© 2005

Mechanisms of Angiogenesis

  • Matthias Clauss
  • Georg Breier

Part of the Experientia Supplementum book series (EXS)

Table of contents

  1. Front Matter
    Pages I-XIV
  2. Basic principles in physiological and pathophysiological angiogenesis

    1. Holger Gerhardt, Christer Betsholtz
      Pages 3-15
    2. Valentin Djonov, Andrew N. Makanya
      Pages 17-33
    3. Hellmut G. Augustin
      Pages 35-52
    4. Robert M.W. de Waal, William P.J. Leenders
      Pages 65-76
    5. Jean-Sébastien Silvestre, Bernard I. Lévy
      Pages 77-93
    6. Kathy D. Miller, Christopher J. Sweeney, George W. Sledge Jr
      Pages 95-112
  3. Cellular and physical mechanisms of blood vessel growth

    1. Christer Betsholtz, Per Lindblom, Holger Gerhardt
      Pages 115-125
    2. Leni Moldovan, Nicanor I. Moldovan
      Pages 127-146
    3. Hiromi Nishimura, Takayuki Asahara
      Pages 147-154
    4. Jalees Rehman
      Pages 155-161
    5. Matthias Heil, Wolfgang Schaper
      Pages 181-191
  4. Molecular mechanisms of angiogenesis

    1. Gavin Thurston, John S. Rudge, Ella Ioffe, Nicholas Papadopoulos, Christopher Daly, Srilatha Vuthoori et al.
      Pages 233-245
    2. Victor W.M. van Hinsbergh, Pieter Koolwijk, Klaas Hoekman
      Pages 247-266
    3. Ian Zachary
      Pages 267-300
  5. Back Matter
    Pages 301-321

About this book


Is it advisable to go back from bedside to the bench? During the last decade, few topics encountered such a broad interest in bio- gy and medicine as angiogenesis. The amazing ability of the body to restore blood flow by induction of blood vessel growth as part of an adaptive process has alarmed physicians dealing with diseases in which angiogenesis is either exaggerated (as in tumors) or too slow (as in ischemic diseases of heart and brain). Not surprisingly, pro- and antiangiogenic strategies have found their way into clinical trials. For instance, for the USA, the NIH website in early 2004 displayed 38 clinical studies involving either pro- or antiangiogenic th- apies. Given the expected overwhelming wealth of clinical data, the question may be asked whether further exploration of biological mechanisms is required or whether results from the bedside are instructive enough to proceed. This question depends also on the progress of pro- and antiangiogenic clinical trials. In the following, I give a short overview about some of the progress that has been made in this field. Since Judah Folkman proposed antiangiogenic tumor therapy thirty years ago, it has become increasingly evident that agents which interfere with blood vessel formation also block tumor progression. Accordingly, antiangiogenic therapy has gained much attention as a potential adjunct to conventional c- cer therapy.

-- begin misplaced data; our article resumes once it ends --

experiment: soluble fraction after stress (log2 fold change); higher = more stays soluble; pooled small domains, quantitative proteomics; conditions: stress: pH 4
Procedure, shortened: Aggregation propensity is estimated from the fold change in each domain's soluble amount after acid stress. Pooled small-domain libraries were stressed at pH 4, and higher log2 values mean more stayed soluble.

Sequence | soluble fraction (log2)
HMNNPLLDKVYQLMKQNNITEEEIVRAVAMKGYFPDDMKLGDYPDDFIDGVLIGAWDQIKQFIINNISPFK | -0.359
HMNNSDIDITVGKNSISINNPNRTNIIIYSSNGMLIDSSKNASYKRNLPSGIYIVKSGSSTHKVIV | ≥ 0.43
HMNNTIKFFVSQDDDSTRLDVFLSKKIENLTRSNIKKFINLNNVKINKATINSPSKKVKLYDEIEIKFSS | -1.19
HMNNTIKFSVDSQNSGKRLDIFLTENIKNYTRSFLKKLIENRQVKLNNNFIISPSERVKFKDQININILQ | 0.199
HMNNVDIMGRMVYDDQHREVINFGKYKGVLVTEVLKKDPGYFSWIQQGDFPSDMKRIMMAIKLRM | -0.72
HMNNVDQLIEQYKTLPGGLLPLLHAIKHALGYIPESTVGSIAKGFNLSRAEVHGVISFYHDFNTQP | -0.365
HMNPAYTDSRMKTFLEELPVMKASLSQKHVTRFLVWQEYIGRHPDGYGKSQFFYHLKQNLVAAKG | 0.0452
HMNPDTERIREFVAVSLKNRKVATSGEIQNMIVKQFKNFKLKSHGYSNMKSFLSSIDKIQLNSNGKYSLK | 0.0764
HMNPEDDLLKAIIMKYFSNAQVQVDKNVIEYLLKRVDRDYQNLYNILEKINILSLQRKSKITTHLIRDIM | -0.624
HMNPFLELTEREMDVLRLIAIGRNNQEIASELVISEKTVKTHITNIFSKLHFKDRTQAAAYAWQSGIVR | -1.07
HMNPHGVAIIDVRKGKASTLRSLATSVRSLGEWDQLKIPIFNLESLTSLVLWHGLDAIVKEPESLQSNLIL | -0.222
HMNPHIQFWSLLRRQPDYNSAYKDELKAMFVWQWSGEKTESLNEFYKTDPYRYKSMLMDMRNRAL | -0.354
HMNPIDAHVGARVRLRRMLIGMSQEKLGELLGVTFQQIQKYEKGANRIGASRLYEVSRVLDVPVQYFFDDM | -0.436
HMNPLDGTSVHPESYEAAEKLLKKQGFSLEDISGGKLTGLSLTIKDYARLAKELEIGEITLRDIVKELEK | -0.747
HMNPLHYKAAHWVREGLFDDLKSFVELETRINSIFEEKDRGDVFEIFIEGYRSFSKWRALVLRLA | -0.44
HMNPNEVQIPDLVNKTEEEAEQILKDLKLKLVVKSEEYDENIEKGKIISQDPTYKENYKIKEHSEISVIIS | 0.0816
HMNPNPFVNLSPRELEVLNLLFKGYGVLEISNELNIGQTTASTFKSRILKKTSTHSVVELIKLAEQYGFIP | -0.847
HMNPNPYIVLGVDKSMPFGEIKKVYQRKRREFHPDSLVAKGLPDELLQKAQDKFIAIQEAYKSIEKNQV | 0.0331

Angiotensin II angiogenesis atherosclerosis blood vessel bone cells endothelium heart hormones macrophages morphogenesis regulation smooth muscle tumor

Editors and affiliations

  • Matthias Clauss
    • 1
  • Georg Breier
    • 2
  1. 1.Department of Cellular and Integrative PhysiologyIndiana Center for Vascular Biology and MedicineIndianapolisUSA
  2. 2.Institute of PathologyUniversity Clinic Carl Gustav Carus TU DresdenDresdenGermany

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